The ISS Reboost | Your Geek Style Physics Lesson

Learning about Space is fascinating because it opens our eyes to the vastness of the Universe. Whenever I see footage from Space, my favorite part is always the magic of weightlessness. Floating around in a no gravity environment is definitely on my top ten list of things that I think would be so much fun to do some day.

In this kick ass (but very geeky) video below, Astronaut Jeff Williams shows the acceleration he experienced inside the cabin during an International Space Station reboost that took place about three weeks ago.

If you are unfamiliar with a reboost, here is my oversimplified explanation: When a spacecraft reaches a certain place in the atmosphere, aerodynamic friction zaps the energy that keeps that spacecraft in orbit, and it starts to fall. This isn’t a big deal, it happens to all spacecraft. A reboost is performed to get the spacecraft back in proper orbit and sometimes it is also done to allow for a more efficient rendezvous with other visiting spacecrafts.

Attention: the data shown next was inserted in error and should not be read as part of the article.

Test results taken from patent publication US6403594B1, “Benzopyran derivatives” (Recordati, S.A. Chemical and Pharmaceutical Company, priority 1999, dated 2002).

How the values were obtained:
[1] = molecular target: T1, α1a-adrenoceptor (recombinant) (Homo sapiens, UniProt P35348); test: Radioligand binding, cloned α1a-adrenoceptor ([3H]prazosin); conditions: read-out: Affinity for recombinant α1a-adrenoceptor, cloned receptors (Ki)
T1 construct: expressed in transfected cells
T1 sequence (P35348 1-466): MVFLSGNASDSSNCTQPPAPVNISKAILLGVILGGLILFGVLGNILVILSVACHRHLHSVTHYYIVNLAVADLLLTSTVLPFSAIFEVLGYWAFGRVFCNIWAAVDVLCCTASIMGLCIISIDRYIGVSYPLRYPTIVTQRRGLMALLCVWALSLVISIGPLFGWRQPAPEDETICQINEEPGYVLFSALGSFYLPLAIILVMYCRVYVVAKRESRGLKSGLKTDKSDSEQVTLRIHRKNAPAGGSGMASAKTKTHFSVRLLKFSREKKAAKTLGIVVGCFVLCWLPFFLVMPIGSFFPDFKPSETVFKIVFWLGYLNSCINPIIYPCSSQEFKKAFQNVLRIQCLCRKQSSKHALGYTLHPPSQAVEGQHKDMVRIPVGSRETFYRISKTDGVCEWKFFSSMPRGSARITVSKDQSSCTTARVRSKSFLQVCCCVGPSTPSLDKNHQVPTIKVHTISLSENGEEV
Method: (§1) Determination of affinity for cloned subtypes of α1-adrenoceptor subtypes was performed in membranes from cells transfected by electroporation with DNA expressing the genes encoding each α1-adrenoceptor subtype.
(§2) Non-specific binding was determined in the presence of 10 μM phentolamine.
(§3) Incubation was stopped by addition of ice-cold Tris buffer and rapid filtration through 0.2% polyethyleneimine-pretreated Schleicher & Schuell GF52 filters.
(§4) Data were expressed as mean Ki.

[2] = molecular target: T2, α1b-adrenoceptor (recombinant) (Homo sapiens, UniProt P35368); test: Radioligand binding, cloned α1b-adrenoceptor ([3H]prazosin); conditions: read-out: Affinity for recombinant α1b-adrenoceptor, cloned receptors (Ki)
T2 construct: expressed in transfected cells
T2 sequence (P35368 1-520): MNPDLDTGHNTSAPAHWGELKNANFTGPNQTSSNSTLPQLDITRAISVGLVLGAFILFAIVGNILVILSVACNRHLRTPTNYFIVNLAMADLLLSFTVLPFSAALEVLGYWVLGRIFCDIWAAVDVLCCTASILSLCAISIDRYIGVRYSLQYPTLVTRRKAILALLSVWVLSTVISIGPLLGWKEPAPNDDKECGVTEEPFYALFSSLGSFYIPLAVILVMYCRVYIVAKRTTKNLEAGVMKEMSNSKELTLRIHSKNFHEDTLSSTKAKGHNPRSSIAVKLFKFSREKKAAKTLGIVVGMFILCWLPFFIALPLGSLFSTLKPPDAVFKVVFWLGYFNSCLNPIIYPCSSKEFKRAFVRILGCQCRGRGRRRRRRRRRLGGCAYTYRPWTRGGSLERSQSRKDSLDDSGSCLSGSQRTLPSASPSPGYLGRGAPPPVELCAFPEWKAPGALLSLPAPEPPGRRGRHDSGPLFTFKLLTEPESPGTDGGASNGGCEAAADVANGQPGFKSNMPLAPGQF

According to, “At 350km above Earth’s surface the vacuum of space is not perfect and the International Space Station is constantly slowed down by drag. Although the drag is really small the station’s orbital height can drop by 20km in a year. Without periodic reboost maneuvers the station would become a big fireball in just a few years.” {some sources say this takes place at 200km above the Earth’s surface, not 350km.}

This video will take you back to physics class. Kids, get your paper and pencils out and watch Jeff float around on the ISS. And yes, that is a big daddy-o Nikon camera floating around in space with him. And check out that collection of pens on the wall, yay for Sharpies! This is schweeeeet! Thank you to my lovely friend and fellow geek @krystynchong for sharing this with me.